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This article in CS

  1. Vol. 52 No. 3, p. 1281-1289
     
    Received: Aug 8, 2011
    Published: May, 2012


    * Corresponding author(s): lpurcell@uark.edu
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doi:10.2135/cropsci2011.08.0414

Soybean Nitrogen Fixation and Nitrogen Remobilization during Reproductive Development

  1. Adriano T. Mastrodomenicoa and
  2. Larry C. Purcell *b
  1. a 504, Dr. Antonio Bento Street 133A, Sao Paulo - SP, Brazil, 04750-000
    b Dep. Of Crop, Soil, and Environmental Sciences, Univ. of Arkansas, 1366 W. Altheimer Dr., Fayetteville, AR 72704

Abstract

Seed N is important for soybean [Glycine max (L.) Merr.] because of the high grain protein concentration. However, the association between N2 fixation and N remobilized from vegetative tissues to seed across different maturity groups (MGs) is not well understood. We hypothesized that increased amounts of biomass at the beginning of seedfill for late-maturing genotypes would provide a larger pool of N that was available for remobilization during seedfill and would increase yield relative to earlier-maturing genotypes. Near isolines for maturity (MG IV, V, and VI), a modern breeding line (R01-416F, MG V), and a non-nodulated soybean genotype (MG VI) were harvested periodically from beginning seedfill to physiological maturity to determine N remobilization and N2 fixation. Nitrogen fixation contributed approximately 90% of the seed N. The MG VI isoline accumulated larger N amounts in vegetative tissues than the MG IV isoline. Maturity isolines had similar seed N content, but the MG IV genotype had higher N harvest index (2009) than the MG VI isoline. In 2009, R01-416F had greater yields and N content than the isolines, but there was no indication that N remobilization during seedfill was greater. These data indicate that N2 fixation continued until late seedfill and supplied nearly all of seed N. A large reservoir of N in the vegetative tissue of late MGs was not fully used, and N was not a limitation to yield under these conditions.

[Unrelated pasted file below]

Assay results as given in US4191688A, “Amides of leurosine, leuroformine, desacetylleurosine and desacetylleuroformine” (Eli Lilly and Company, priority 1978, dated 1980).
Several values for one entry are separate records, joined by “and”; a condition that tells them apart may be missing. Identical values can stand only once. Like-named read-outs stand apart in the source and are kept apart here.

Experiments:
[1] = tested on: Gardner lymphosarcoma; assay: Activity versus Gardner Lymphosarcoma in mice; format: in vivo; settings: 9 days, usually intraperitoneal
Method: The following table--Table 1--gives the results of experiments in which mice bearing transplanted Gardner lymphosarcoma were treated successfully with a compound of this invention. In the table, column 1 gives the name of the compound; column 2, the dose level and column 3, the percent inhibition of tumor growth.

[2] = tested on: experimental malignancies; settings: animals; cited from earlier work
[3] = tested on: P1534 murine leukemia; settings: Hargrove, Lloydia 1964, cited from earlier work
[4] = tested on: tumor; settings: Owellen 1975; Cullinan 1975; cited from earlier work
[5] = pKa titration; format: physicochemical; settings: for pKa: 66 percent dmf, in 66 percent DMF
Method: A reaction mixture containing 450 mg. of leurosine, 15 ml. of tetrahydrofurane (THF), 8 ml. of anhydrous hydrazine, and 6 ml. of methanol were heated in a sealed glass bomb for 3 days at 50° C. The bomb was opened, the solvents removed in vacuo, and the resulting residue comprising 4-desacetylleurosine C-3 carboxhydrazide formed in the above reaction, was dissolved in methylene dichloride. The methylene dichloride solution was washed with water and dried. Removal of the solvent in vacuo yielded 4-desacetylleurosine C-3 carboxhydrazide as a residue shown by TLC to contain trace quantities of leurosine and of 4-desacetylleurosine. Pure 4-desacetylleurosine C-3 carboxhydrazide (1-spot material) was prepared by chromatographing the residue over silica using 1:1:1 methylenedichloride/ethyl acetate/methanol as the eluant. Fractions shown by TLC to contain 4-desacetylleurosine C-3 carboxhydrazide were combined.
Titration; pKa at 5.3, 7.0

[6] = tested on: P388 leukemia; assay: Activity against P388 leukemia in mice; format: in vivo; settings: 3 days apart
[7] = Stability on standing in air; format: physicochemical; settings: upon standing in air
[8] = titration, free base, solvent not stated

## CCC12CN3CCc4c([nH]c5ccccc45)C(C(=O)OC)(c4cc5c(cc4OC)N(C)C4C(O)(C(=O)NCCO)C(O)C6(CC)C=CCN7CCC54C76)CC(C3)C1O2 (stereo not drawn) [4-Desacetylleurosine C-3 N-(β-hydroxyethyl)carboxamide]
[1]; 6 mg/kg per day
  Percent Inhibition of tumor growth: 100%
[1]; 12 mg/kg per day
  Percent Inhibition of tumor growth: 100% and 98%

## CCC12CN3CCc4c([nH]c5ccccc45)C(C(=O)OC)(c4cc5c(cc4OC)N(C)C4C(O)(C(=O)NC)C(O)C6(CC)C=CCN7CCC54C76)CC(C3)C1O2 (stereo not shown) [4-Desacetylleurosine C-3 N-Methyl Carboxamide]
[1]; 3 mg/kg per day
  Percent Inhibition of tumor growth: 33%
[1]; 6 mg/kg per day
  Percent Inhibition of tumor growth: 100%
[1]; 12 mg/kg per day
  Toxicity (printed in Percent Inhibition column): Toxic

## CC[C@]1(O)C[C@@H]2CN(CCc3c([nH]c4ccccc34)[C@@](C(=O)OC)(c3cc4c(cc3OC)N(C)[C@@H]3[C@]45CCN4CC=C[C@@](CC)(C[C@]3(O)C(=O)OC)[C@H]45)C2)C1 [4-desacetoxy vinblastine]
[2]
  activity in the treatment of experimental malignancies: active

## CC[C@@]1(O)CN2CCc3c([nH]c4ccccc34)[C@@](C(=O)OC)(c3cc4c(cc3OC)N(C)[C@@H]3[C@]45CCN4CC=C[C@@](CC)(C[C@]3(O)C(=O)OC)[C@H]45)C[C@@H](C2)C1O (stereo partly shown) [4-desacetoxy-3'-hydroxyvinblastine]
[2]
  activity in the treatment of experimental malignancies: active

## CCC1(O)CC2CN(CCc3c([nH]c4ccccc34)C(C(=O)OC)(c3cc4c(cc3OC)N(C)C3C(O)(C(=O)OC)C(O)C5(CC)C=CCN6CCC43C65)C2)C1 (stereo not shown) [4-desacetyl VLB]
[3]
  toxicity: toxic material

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Copyright © 2012. Copyright © by the Crop Science Society of America, Inc.